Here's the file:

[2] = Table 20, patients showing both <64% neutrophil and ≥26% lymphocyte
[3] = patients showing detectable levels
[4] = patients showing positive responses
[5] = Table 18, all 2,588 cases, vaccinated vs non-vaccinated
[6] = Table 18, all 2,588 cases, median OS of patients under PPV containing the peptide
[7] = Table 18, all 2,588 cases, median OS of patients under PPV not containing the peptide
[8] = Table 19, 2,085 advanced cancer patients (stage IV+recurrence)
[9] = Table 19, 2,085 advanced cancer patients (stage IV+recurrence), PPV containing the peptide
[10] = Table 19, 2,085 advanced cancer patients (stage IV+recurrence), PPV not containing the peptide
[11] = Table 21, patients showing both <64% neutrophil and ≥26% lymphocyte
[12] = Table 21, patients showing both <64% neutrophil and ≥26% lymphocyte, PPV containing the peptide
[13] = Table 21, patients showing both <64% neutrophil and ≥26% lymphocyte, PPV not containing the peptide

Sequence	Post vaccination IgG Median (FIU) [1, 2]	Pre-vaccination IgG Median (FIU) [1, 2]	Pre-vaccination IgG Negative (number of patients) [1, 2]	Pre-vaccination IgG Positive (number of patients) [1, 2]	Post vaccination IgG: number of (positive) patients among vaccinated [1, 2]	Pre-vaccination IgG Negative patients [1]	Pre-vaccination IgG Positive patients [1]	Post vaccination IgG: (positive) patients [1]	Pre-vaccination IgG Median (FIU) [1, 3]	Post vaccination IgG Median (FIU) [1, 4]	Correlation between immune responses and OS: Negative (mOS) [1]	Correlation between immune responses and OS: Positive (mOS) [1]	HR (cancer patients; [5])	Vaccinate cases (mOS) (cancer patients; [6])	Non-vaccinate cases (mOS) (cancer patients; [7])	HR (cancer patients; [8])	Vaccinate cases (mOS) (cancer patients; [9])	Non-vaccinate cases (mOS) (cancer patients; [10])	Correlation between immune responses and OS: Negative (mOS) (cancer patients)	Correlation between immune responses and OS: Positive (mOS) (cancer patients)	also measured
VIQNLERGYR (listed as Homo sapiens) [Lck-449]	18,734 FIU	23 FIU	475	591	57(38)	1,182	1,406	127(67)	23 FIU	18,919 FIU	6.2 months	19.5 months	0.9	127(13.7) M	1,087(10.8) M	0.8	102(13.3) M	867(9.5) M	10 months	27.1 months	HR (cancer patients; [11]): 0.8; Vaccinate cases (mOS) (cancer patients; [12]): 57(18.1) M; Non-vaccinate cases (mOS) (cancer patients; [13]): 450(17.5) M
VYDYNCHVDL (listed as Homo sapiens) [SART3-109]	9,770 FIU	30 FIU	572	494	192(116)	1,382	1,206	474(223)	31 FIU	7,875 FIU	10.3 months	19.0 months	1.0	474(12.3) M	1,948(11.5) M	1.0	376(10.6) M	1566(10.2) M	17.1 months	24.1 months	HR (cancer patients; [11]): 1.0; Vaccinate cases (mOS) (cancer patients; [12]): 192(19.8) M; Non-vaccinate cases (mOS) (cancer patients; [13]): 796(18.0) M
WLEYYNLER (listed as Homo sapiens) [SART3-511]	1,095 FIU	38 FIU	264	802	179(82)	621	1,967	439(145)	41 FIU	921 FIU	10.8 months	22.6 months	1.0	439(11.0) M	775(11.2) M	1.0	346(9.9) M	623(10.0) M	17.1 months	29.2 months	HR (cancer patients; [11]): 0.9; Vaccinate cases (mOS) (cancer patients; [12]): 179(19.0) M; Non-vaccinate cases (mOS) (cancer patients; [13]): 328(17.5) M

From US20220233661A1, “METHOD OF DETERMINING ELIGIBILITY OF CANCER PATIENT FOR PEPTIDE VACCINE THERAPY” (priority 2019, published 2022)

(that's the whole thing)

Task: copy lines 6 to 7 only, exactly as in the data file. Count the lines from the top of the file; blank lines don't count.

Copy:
[7] = Table 18, all 2,588 cases, median OS of patients under PPV not containing the peptide
[8] = Table 19, 2,085 advanced cancer patients (stage IV+recurrence)